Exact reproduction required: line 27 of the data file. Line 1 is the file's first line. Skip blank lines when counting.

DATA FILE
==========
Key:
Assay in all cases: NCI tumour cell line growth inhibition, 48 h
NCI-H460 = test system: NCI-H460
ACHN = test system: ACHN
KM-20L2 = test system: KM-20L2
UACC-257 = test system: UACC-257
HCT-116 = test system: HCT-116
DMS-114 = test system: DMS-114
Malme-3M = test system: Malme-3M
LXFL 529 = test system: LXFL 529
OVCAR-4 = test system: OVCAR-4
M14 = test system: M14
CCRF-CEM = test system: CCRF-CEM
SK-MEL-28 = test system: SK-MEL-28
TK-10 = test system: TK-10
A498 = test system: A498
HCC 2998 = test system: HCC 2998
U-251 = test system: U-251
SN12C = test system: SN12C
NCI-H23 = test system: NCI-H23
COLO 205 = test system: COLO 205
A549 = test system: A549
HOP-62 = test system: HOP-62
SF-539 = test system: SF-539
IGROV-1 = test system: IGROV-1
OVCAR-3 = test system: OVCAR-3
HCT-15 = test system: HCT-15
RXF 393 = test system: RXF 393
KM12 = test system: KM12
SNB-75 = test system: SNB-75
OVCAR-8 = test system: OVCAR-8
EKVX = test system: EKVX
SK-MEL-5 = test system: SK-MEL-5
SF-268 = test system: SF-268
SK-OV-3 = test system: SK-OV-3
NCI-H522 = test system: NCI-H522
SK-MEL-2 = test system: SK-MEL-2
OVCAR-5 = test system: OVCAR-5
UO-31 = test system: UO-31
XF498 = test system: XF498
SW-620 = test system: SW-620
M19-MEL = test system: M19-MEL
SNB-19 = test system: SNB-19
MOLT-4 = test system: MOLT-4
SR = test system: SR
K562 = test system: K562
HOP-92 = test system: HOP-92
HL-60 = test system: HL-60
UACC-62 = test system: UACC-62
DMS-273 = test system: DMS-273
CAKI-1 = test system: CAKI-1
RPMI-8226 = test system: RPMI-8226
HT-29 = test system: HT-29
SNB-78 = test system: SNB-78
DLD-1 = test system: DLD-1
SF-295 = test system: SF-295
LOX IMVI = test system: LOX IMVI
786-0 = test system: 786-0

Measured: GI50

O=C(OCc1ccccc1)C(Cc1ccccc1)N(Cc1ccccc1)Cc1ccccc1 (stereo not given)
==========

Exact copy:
HCT-15 = test system: HCT-15